What do Supreme Judicial Court justices do? Justice Spina explains
PITTSFIELD >> What is it like to sit on the state's highest court?
Pittsfield's Francis X. Spina, one of 98 justices to have served since 1800, has learned the job from the inside out, serving as a justice of the Supreme Judicial Court since 1999.
"Well, we begin in September and try to finish our work by July," Spina said. "You can relax a little in August, but by the middle of the month, they send you the briefs on cases that are going to be argued after Labor Day, so it starts again."
"August is basically our vacation month, but it's not work-free," he said with a smile.
The justice is not complaining; he clearly sounded during an interview like someone who enjoys working in the legal system and has always been fascinated by the law and the issues it raises and tries to resolve. He said that has been true at each stage of his long career, which he will close this month by retiring from the court.
At the Supreme Judicial Court level, Spina said the majority of the cases taken on during each annual session involve the most important precedents or the most pressing social, political or constitutional issues.
While some 1,250,000 cases are filed in a year in the Massachusetts court system, only about 225 typically receive an opinion or ruling at the Supreme Judicial Court level, and about 1,800 are dealt with the Appeals Court level.
"Most, basically, live with the decisions they are given" in Superior, District, Probate, Juvenile or other courts in the system, Spina said.
The high court has some leeway in deciding which cases to take up in a session, he said, but some are automatically referred to the Supreme Judicial Court — including all first-degree murder cases and actions involving professional license disciplinary decisions and reprimands concerning attorneys issued by the state Board of Bar Overseers.
Spina has served on the court's Hearing List Committee, deciding (along with input from staff attorneys) which cases will be heard, as well as on other committees and as a liaison to other court departments, such as juvenile or housing courts.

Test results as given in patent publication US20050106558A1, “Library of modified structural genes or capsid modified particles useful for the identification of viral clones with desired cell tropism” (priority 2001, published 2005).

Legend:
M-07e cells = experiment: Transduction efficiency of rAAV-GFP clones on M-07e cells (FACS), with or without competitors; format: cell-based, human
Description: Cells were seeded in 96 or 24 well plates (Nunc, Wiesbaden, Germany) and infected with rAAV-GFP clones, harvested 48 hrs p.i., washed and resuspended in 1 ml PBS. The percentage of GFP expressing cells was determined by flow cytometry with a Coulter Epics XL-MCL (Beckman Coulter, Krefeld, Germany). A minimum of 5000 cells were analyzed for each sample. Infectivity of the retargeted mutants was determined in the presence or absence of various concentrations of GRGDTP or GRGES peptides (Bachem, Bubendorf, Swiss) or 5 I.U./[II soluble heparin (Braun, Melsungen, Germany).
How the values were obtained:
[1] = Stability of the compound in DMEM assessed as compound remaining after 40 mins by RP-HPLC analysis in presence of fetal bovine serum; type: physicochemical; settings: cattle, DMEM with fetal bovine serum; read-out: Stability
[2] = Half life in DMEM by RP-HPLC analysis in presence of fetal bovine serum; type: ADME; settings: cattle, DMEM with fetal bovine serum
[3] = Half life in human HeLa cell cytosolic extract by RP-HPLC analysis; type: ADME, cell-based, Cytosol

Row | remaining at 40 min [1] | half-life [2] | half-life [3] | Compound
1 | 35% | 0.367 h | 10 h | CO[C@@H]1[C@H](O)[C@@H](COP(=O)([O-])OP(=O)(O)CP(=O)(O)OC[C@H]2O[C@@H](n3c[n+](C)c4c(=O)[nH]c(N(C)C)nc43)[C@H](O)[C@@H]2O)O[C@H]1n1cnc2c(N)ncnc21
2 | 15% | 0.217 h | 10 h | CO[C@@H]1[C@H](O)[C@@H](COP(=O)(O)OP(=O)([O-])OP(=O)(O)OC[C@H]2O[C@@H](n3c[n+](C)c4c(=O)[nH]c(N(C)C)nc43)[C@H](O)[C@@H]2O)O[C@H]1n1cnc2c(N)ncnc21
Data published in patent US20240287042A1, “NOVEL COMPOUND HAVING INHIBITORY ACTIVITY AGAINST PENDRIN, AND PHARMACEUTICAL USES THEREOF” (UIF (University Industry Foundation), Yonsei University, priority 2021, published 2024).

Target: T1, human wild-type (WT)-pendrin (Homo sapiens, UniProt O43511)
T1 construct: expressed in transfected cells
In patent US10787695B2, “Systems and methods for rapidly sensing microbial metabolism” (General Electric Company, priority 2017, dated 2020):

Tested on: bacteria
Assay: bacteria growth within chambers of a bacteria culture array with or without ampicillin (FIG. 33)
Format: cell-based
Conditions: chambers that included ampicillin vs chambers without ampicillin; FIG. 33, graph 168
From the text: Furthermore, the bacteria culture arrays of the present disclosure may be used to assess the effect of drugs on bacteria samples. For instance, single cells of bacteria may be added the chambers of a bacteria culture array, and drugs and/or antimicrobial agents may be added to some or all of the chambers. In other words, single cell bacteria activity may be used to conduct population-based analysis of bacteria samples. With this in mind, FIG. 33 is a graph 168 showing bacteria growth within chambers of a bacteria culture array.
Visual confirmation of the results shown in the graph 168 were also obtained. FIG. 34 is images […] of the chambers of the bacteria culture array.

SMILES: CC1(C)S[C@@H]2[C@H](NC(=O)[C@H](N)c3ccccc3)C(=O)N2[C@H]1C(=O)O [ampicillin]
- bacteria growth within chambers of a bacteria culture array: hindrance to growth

About 164 cases per annual session are assigned by the chief justice for full written opinions.
"It's sort of like piece work," Spina said. "Everybody gets a packet with 24 cases a year ... The chief justice doles them out."
The full court sits on Mondays, Tuesdays, Thursdays and Fridays during the term, from September through May.
"Typically, we hear five cases a day, sometimes six, sometimes four," Spina said.
In addition to the written records submitted in a case before the Supreme Judicial Court, attorneys in most cases will each have 15 minutes to offer oral arguments, Spina said, except in murder cases, when attorneys are allowed 20 minutes apiece.
Approximately 18 to 19 cases requiring full written opinions are heard per month, along with two or three others the justices call "non-complex" cases. Those typically involved a straight ruling, up or down, usually in cases where the basic facts are not being disputed.
The court has internal time standards, Spina said, including that all cases, except first-degree murder cases, must be heard within one year.
"I think we are pretty successful on that score," he said. "We are at about 90 to 95 percent," excluding murder cases.
After arguments in a case are heard, he said the justices try to reach a consensus on a ruling. The chief justice then assigns someone to write the opinion, he said, often choosing a justice he believes "can probably best express all of the views."
Toward the end of each month, the justices meet to review the draft opinions currently being written, Spina said. A majority of opinions are agreed upon by the court after one meeting, he said, while more than 90 percent approach a consensus after two of the monthly meetings.
"But there always is that one case a year that will go for three or four months," he said.
The justices also have the option of writing a minority dissenting opinion, he said, and sometimes, after a meeting or two, that opinion gains adherents and becomes the majority view. Then, another justice is asked to write the court's majority opinion.
Single justice duty
Each justice also acts as a single justice for a month at a time on a rotating basis, Spina said. Cases coming before a single justice could range from appeals of Board of Bar Overseer decisions to questions of the admissibility of evidence in an ongoing trial.
"We have special power of superintendency," he said, and as many as 8 to 10 percent of single justice decisions involve "interlocutory" rulings, which means the lower court trial has yet to be completed.
Appeals of lower court decisions on admissibility of evidence questions or double jeopardy issues are among that type of case. Single justice decisions can also be appealed further to the full Supreme Judicial Court.
Finally, all of the opinions of the Supreme Judicial Court, and many of the Appeals Court decisions each year, are published in volumes of hundreds of pages and online, Spina said. They are called the Massachusetts Report and the Appeals Court Reporter.
On the Supreme Judicial Court, Spina also was active on a number of court committees in addition to the Hearing List Committee. He served on the Standing Committee on Pro Bono Legal Services from 2000 through 2011. He also is a member of the court's Case Management Committee, Information Technology Committee, Personnel Committee and Library Committee.
Spina has been the court's liaison to the Board of Bar Overseers since 2009, and he participated in the development of time standards for bar discipline matters, as well as other administrative matters.
Contact Jim Therrien at 413-496-6247.